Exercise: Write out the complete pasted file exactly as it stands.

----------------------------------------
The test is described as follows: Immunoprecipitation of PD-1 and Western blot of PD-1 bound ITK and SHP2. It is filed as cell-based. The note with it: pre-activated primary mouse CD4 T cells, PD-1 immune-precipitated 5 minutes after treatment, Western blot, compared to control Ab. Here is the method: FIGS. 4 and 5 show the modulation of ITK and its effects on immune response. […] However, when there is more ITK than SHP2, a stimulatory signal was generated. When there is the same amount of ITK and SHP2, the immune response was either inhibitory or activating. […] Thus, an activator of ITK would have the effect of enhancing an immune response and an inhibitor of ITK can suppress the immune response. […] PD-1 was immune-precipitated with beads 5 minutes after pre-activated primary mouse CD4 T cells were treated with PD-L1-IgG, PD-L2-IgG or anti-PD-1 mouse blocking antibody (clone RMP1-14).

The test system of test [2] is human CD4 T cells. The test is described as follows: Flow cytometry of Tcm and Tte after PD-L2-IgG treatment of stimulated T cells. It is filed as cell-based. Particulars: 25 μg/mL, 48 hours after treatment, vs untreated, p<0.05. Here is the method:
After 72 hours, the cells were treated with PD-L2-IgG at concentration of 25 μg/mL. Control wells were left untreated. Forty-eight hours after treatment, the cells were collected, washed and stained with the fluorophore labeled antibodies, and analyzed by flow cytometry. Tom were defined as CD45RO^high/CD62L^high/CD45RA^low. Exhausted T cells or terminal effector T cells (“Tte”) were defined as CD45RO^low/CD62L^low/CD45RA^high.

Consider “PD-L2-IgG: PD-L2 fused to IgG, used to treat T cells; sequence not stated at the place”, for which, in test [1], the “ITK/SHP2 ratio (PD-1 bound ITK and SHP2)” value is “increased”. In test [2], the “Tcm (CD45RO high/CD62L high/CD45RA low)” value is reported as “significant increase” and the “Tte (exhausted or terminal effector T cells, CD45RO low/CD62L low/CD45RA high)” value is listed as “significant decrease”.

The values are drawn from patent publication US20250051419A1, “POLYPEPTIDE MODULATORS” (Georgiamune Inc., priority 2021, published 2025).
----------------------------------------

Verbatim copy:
The test is described as follows: Immunoprecipitation of PD-1 and Western blot of PD-1 bound ITK and SHP2. It is filed as cell-based. The note with it: pre-activated primary mouse CD4 T cells, PD-1 immune-precipitated 5 minutes after treatment, Western blot, compared to control Ab. Here is the method: FIGS. 4 and 5 show the modulation of ITK and its effects on immune response. […] However, when there is more ITK than SHP2, a stimulatory signal was generated. When there is the same amount of ITK and SHP2, the immune response was either inhibitory or activating. […] Thus, an activator of ITK would have the effect of enhancing an immune response and an inhibitor of ITK can suppress the immune response. […] PD-1 was immune-precipitated with beads 5 minutes after pre-activated primary mouse CD4 T cells were treated with PD-L1-IgG, PD-L2-IgG or anti-PD-1 mouse blocking antibody (clone RMP1-14).

The test system of test [2] is human CD4 T cells. The test is described as follows: Flow cytometry of Tcm and Tte after PD-L2-IgG treatment of stimulated T cells. It is filed as cell-based. Particulars: 25 μg/mL, 48 hours after treatment, vs untreated, p<0.05. Here is the method:
After 72 hours, the cells were treated with PD-L2-IgG at concentration of 25 μg/mL. Control wells were left untreated. Forty-eight hours after treatment, the cells were collected, washed and stained with the fluorophore labeled antibodies, and analyzed by flow cytometry. Tom were defined as CD45RO^high/CD62L^high/CD45RA^low. Exhausted T cells or terminal effector T cells (“Tte”) were defined as CD45RO^low/CD62L^low/CD45RA^high.

Consider “PD-L2-IgG: PD-L2 fused to IgG, used to treat T cells; sequence not stated at the place”, for which, in test [1], the “ITK/SHP2 ratio (PD-1 bound ITK and SHP2)” value is “increased”. In test [2], the “Tcm (CD45RO high/CD62L high/CD45RA low)” value is reported as “significant increase” and the “Tte (exhausted or terminal effector T cells, CD45RO low/CD62L low/CD45RA high)” value is listed as “significant decrease”.

The values are drawn from patent publication US20250051419A1, “POLYPEPTIDE MODULATORS” (Georgiamune Inc., priority 2021, published 2025).